The five United Nations treaties on outer space have been ratified by many countries/states and many others are following the principles. Given the importance of international cooperation in the use of outer space for peaceful purposes, the General Assembly and the Secretary-General of the United Nations invited Member States of the Organization which are not yet parties to the international treaties governing the uses of outer space to ratify or accede to them as soon as possible.

II. The main principles of Space Law

The status of outer space (A) should be distinguished from the regime of space activities (B).

A) The status of outer space

1) The non-appropriation principle

Outer space is the “preserve of all mankind” and the Moon and celestial bodies belong to the common heritage of mankind. They are thus insusceptible of national appropriation or even of territorial claim and each country/state has therefore a freedom of access and parking. As such, the claims of the countries of the Equatorial Zone in the geostationary-satellite orbit in 1976 (initiative of the Kingdom of Tonga: the “paper satellites”) have been categorically rejected by the international community.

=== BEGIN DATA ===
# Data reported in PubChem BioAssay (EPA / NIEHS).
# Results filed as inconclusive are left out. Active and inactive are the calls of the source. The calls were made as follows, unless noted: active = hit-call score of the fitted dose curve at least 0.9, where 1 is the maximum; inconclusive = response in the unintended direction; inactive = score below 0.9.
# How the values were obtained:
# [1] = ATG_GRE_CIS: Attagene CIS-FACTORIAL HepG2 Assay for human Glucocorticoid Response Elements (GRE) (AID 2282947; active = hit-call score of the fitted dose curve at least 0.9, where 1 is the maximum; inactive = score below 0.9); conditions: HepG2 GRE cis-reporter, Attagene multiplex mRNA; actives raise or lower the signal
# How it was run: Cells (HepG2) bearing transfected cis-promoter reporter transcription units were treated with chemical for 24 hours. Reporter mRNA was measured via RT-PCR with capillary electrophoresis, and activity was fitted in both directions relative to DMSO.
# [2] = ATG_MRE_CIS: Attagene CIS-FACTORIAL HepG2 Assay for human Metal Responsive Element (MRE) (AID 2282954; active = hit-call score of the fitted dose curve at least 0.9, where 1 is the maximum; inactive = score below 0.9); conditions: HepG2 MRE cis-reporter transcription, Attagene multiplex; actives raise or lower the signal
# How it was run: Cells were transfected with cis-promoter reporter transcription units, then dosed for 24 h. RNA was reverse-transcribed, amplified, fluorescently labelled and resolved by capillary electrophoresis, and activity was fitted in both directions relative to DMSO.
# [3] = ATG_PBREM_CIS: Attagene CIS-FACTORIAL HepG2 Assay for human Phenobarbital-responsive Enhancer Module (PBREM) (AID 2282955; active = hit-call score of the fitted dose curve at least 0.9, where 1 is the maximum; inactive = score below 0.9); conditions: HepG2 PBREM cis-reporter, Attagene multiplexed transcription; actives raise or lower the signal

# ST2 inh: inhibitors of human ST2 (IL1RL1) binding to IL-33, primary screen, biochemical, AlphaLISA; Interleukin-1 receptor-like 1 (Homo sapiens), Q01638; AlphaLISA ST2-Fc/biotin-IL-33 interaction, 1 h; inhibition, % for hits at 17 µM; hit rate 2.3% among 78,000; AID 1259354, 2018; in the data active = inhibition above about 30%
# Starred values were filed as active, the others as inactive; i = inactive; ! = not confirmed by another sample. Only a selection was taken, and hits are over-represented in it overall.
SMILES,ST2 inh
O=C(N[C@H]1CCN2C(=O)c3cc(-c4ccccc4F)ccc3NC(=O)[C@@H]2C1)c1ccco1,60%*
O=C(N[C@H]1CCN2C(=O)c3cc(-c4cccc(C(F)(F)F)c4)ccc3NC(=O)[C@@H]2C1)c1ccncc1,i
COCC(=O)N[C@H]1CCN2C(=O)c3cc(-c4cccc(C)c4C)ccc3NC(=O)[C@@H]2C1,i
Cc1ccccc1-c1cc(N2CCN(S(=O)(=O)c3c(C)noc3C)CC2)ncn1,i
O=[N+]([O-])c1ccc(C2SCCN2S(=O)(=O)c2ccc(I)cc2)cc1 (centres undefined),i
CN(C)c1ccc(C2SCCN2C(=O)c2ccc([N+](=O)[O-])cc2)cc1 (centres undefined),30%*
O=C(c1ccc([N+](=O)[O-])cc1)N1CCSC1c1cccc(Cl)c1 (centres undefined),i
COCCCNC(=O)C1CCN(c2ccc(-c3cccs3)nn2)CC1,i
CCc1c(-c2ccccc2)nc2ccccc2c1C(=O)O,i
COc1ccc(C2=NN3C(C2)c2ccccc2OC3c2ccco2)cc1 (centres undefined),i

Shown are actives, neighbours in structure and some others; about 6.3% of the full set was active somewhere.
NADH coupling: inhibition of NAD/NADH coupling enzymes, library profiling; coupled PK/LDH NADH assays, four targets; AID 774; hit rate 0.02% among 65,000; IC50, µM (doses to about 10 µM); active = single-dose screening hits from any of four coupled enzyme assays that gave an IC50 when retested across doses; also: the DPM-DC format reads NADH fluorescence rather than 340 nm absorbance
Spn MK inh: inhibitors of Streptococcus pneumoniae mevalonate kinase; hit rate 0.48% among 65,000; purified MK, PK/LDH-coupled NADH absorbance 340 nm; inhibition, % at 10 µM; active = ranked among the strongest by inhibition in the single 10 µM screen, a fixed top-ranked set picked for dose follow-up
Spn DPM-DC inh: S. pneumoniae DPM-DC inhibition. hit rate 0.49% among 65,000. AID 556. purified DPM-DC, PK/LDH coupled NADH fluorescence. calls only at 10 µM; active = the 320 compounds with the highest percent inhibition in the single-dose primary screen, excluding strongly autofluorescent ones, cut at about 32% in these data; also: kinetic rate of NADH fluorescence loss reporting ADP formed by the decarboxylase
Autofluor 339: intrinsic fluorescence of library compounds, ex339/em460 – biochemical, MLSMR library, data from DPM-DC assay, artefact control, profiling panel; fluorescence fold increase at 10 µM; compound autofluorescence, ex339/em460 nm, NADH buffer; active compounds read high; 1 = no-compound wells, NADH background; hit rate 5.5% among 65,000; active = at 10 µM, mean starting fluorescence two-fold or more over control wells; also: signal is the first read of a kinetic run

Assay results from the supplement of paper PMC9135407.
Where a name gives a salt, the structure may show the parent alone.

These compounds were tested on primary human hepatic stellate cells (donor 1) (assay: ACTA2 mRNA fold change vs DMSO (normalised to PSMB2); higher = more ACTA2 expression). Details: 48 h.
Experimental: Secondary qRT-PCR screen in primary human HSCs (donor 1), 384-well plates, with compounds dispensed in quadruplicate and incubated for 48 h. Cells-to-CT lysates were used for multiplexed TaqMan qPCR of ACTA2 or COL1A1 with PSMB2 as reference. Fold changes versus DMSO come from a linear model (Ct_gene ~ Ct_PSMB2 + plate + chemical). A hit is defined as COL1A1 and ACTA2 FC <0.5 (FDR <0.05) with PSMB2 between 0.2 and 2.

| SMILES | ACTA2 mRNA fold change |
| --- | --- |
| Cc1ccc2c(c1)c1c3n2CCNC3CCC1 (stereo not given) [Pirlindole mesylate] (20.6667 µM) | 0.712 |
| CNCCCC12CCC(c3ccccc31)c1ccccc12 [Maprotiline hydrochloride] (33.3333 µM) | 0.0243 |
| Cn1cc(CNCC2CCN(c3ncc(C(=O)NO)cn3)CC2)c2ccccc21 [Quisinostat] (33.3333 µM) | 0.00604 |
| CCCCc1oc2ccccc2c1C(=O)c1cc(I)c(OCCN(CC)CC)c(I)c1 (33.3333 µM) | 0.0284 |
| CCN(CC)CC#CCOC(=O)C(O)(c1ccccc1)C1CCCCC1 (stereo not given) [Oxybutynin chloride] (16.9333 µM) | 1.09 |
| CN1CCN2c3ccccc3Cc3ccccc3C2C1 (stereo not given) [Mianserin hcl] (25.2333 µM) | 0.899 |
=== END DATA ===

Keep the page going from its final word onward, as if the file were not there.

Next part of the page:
Outer space, including the Moon and other celestial bodies, is not subject to national appropriation by claim of sovereignty, by means of use or occupation, or by any other means.” – Article II, 1967 Treaty.

2) Free for exploration

All countries/states can use outer space without having to ask permission from the underlying countries/states in particular; this freedom includes the freedom to launch objects in space and the freedom of use of the orbits, the spatial navigation of scientific research… This has for example the consequence that remote sensing by observation satellites – which can have espionage objectives – is perfectly legal.